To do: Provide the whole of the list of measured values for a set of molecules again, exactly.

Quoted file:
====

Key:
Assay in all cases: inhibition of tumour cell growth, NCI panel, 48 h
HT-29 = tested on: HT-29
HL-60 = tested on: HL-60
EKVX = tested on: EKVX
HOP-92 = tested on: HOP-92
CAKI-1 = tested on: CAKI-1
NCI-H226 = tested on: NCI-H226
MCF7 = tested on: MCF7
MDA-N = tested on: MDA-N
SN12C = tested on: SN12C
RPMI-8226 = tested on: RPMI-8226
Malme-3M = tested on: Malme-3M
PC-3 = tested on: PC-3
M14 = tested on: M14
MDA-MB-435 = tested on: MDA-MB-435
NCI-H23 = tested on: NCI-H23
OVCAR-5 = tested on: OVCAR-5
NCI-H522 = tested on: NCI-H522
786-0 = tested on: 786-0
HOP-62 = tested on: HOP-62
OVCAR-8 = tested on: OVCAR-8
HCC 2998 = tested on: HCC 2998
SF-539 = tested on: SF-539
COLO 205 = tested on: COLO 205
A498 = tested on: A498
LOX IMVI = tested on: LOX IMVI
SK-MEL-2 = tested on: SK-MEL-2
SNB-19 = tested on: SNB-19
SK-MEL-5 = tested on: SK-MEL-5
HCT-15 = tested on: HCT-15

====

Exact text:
Key:
Assay in all cases: inhibition of tumour cell growth, NCI panel, 48 h
HT-29 = tested on: HT-29
HL-60 = tested on: HL-60
EKVX = tested on: EKVX
HOP-92 = tested on: HOP-92
CAKI-1 = tested on: CAKI-1
NCI-H226 = tested on: NCI-H226
MCF7 = tested on: MCF7
MDA-N = tested on: MDA-N
SN12C = tested on: SN12C
RPMI-8226 = tested on: RPMI-8226
Malme-3M = tested on: Malme-3M
PC-3 = tested on: PC-3
M14 = tested on: M14
MDA-MB-435 = tested on: MDA-MB-435
NCI-H23 = tested on: NCI-H23
OVCAR-5 = tested on: OVCAR-5
NCI-H522 = tested on: NCI-H522
786-0 = tested on: 786-0
HOP-62 = tested on: HOP-62
OVCAR-8 = tested on: OVCAR-8
HCC 2998 = tested on: HCC 2998
SF-539 = tested on: SF-539
COLO 205 = tested on: COLO 205
A498 = tested on: A498
LOX IMVI = tested on: LOX IMVI
SK-MEL-2 = tested on: SK-MEL-2
SNB-19 = tested on: SNB-19
SK-MEL-5 = tested on: SK-MEL-5
HCT-15 = tested on: HCT-15